You can ask them to fill in the blank or respond to a line you say. As long as you’re not asking them every 30 minutes, a quick one-line quiz shouldn’t be a problem. This is especially if you’re focusing on lines that they had trouble with while they were practising.
For example, you may ask them about one of the lines that they had trouble with right before they go to bed and then again in the morning. This repetition outside of practice time is important to maintaining your child’s memory over time.
Just be sure not to go overboard with the line memorisation check-ins. Your child may become overwhelmed if you’re attempting to ask about lines all day every day.
So, as our example shows, you should stretch these check-ins out and make sure that they’re very short. Only ask about a line or two and make sure that your child isn’t doing anything important while you’re asking.
If they’re working on homework, it’s not the right time to ask. If they’re hanging out with their friends, it’s not the right time to ask.
By finding the right times and right lines, you can help your child quickly review their most difficult lines outside of practice.
6. Change Your Child’s Practice Time
Work with your child to figure out when the best practice time for them is. You may find that the time that you two are currently working on lines isn’t working for your child.
We understand that life can get busy easily, but it’s important to work around both of your schedules to make sure that you’re not wearing out your child.
For example, you may be practising lines when your child gets home from school. However, this can lead to your child becoming burnt out since they just spend hours and hours at school. They need a quick break in order to be able to focus on memorising lines.
If you’d like to make the most of their memory capacity, it’s important to note that researchers have found that children learn better before bed. To increase the chance that they’ll retain the lines that you’re going over, it’s important to review it in the morning.
By practising before bed and refreshing your child’s memory in the morning before school, you could be making your practice time more efficient.
Talk with your child about when they’d like to practise their lines. They may have an idea as to when they’d retain information the best. Assuming that you can help them during that time, you should try to make the change.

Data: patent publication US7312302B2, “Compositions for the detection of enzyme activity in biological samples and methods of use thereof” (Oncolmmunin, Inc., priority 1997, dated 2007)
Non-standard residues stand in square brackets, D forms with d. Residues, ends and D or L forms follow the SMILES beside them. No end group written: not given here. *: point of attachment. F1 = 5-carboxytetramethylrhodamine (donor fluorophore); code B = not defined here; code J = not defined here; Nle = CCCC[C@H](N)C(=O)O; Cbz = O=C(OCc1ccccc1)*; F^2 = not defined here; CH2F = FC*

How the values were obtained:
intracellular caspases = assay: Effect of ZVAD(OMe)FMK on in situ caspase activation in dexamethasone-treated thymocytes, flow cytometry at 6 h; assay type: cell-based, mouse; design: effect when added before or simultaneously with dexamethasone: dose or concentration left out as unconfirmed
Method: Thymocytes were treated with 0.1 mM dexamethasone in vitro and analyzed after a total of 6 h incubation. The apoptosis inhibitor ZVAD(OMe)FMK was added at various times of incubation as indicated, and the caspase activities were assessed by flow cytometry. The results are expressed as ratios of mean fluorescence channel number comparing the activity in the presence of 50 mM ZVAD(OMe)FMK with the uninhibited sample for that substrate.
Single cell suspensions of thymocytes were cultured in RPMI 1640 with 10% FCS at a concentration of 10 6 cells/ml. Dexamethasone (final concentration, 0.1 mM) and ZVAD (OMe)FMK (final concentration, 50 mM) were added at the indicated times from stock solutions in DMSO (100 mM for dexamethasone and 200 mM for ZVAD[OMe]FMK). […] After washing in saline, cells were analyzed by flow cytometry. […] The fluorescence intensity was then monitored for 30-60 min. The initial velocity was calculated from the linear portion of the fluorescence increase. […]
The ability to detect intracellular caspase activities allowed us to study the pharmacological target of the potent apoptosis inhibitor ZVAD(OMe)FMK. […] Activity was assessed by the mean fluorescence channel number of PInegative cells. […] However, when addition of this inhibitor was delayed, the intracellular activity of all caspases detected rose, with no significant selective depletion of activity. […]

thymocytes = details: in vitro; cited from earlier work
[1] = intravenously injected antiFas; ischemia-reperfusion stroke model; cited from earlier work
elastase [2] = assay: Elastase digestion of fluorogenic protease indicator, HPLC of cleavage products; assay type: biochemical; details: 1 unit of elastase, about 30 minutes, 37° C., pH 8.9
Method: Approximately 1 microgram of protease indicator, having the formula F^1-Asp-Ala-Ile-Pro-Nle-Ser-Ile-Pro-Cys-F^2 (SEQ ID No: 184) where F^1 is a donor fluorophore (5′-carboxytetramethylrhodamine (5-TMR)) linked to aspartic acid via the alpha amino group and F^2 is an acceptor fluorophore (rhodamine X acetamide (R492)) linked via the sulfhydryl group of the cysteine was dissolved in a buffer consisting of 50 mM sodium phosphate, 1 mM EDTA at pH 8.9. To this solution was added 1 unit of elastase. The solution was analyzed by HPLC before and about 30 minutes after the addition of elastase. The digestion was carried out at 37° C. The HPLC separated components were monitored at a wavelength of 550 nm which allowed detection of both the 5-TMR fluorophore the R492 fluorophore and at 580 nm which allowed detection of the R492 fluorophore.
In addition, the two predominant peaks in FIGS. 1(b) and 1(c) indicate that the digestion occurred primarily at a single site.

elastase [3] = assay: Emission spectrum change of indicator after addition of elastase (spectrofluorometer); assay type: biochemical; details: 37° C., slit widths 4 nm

7. Refrain From Work-Based Scolding
Don’t attribute your child’s ability to memorise things quickly to their ability to see their friends or have free time. Ultimately, it’s your child’s decision as to whether or not they’re going to continue with the work that they’re doing. If you’re basing their non-work activities on their work performance, you’re acting like a boss rather than a supporter.
If your child were working at a restaurant, their ability to sell a piece of cake wouldn’t affect their free time. It may affect their work performance, but it should not affect their life at home.
We strongly encourage you to make the separation between work, school, and home apparent. Just like you enjoy the separation between work and personal lives, your child does too. Your child should never question what they’re focusing on in a particular moment.
In fact, we recommend making separate spaces for all of these things if possible. Perhaps, they have a desk for schoolwork, a guest room for memorising lines, and a living room for hanging out with family.
Along with the physical separation in spaces, it’s helpful to make clearcut times as well. Maybe you decide that family time is at 7 PM. By making family time at 7 PM every night, you’ll be helping your child establish a routine with these different components of his or her life.
8. Learn With Your Child
Don’t be afraid to step into the work with your child. Arguably, one of the best parts of being a parent is that your child pulls you into interests and hobbies that you’d never stepped into before or haven’t stepped into in a while. It’s a youthful feeling.
By working with your child on their lines, you’re showing them that you’re in full support of everything that they’re doing. If you learn another character’s lines, you’ll be able to (1) help your child learn their lines more effectively and (2) show that you’re fully invested in the interests that your child is pursuing.
Plus, researchers have found that memorising information – even at older ages – stimulates your brain. You can alter your brain’s neural pathways and improve your brain’s ability to store new knowledge.
There’s nothing bad that can come out of practising with your child. So, next time that they’re working on memorising lines, try to jump into the activity with them.
Your child may know some ways to memorise lines that you’ve never thought about before. These skills can help you memorise other things in life as well.
Taking this time with your child advances their career and helps you with your memory. It’s a winning situation all around.
From Aspiring Youths to Successful Child Actors
We hope that all of these tips on how to help your child with lines and script memorisation will put your child on the road to success. Especially when your child is just starting out, it’s difficult to balance everything. But, there is a way to find the groove.
When it comes to child acting, all your child needs is perseverance. With you by their side, they’ve got everything they need to succeed and become one of the many successful child actors.
Don’t forget to come to our team here at Bubblegum Casting to get your child on the road to more acting opportunities.